Starting a lawn can be a challenging task for someone who hasn't done it before. Grass seed needs favorable conditions to germinate which include good seed to soil contact, moisture, and warm temperatures. These conditions are most easily met in the fall in New Hampshire. Warm ground coupled with a less-intense sun makes grass seed easier to germinate than during other times of the year. By following a few careful steps, it can be fairly easy to plant a lawn in the fall in New Hampshire.
Use a rototiller and loosen up the top 6 inches of your soil. Mix in loam if your soil is excessively rocky, compacted or otherwise poor.
Rake the soil to smooth it out and to remove any large stones, sticks and other debris. Roll the soil with your lawn roller to firm up the seedbed.
Apply starter fertilizer with your broadcast spreader to deliver 1 pound of nitrogen per 1,000 square feet. Follow the application directions on the fertilizer packaging.
Fill your broadcast spreader with your selected grass seed. Set the dial at half of the desired rate on the seed packaging. Run the spreader over the entire lawn from two directions that are perpendicular to each other. This will ensure good seed distribution.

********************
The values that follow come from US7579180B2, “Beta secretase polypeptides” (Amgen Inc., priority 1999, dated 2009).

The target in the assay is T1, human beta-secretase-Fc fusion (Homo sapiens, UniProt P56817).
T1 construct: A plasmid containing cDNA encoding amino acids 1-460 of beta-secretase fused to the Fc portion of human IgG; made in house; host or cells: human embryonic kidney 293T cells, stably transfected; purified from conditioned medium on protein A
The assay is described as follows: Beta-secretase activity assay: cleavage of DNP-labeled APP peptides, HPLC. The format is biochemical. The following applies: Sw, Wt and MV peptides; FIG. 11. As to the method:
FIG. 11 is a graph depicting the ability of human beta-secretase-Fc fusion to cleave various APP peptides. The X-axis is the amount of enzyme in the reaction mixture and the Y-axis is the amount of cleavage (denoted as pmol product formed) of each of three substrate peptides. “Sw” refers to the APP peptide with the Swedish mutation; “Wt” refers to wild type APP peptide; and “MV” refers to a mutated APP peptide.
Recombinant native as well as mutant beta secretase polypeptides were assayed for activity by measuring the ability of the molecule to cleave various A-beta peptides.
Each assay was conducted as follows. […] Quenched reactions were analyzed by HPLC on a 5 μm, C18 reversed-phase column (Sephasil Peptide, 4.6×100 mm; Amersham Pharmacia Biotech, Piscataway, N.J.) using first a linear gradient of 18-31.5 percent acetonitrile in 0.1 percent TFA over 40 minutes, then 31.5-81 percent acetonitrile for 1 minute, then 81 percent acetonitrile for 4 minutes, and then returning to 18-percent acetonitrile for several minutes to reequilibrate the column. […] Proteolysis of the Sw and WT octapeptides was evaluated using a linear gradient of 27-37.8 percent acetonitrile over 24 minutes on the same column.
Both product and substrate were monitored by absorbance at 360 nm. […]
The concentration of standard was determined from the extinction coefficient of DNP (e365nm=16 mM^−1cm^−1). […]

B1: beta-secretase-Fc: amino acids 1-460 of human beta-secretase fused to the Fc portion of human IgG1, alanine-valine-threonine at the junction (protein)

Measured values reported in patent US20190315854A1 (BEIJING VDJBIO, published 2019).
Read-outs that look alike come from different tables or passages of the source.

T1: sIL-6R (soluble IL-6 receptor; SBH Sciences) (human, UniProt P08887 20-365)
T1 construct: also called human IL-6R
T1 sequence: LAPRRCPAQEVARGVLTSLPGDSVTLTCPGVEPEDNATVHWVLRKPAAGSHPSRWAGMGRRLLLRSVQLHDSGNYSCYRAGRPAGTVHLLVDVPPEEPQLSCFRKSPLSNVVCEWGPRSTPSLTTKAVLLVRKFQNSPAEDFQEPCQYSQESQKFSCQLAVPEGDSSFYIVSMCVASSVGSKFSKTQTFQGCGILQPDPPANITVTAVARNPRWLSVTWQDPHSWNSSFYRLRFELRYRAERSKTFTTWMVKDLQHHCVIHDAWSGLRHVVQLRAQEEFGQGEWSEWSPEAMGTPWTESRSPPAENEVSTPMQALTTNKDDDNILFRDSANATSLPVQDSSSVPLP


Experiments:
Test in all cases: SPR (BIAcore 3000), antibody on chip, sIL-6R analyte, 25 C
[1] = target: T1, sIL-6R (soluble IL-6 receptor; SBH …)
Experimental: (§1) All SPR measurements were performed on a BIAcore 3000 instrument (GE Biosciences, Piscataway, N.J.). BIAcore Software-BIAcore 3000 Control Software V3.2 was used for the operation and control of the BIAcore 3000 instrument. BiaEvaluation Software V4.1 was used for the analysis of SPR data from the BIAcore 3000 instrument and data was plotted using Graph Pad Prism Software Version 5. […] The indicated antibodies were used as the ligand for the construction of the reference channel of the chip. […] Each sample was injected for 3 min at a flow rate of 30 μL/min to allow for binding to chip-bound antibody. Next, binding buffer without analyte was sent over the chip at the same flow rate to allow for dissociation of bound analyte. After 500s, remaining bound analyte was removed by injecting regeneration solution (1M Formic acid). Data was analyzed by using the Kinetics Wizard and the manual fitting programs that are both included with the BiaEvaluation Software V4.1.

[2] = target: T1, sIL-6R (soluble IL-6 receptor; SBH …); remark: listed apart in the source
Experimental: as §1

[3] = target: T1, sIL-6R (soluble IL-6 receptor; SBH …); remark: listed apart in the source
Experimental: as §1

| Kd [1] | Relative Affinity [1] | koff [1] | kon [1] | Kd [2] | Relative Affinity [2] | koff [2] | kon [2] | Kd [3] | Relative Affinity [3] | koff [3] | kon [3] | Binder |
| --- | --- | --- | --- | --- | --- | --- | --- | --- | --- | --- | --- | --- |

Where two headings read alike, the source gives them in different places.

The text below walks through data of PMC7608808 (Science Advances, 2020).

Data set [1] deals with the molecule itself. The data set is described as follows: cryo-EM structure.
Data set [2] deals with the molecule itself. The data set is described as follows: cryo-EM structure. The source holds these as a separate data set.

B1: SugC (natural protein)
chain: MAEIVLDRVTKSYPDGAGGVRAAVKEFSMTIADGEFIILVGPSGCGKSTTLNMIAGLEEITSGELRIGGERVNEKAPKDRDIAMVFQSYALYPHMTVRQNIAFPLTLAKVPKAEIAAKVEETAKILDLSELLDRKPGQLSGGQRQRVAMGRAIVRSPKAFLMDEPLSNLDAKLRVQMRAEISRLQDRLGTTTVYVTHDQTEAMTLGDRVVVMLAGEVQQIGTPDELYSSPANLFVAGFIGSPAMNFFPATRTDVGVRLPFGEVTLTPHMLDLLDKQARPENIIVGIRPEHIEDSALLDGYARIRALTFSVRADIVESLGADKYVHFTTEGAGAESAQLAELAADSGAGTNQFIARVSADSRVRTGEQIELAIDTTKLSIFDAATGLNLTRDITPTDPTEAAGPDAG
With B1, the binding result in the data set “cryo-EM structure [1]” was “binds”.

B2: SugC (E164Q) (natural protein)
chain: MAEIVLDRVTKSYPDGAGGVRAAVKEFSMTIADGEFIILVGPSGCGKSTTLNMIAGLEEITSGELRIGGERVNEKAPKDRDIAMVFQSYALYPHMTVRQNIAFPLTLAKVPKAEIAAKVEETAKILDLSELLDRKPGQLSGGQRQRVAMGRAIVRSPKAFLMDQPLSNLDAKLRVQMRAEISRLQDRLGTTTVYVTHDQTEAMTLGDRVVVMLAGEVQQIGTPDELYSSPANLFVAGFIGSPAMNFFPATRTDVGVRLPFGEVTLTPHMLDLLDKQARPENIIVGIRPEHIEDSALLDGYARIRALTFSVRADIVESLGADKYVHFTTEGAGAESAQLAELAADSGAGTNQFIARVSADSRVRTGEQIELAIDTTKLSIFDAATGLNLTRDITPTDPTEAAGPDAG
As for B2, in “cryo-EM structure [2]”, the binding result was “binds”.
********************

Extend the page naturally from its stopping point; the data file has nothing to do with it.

Rake the seed into the top 1/4 inch of the soil. Using a rake will ensure great seed to soil contact while not burying the seed too deeply in the soil.
Water the seedbed two to three times daily for 5 to 10 minutes each watering. This will ensure the seedbed stays moist until the seeds germinate.
Back down on the watering after the first mowing. Mow when the grass reaches 3 inches in height. Then water 1 to 2 times per week---putting down 1 inch of water at each watering. A pan is a good item to use to measure the amount of water put down.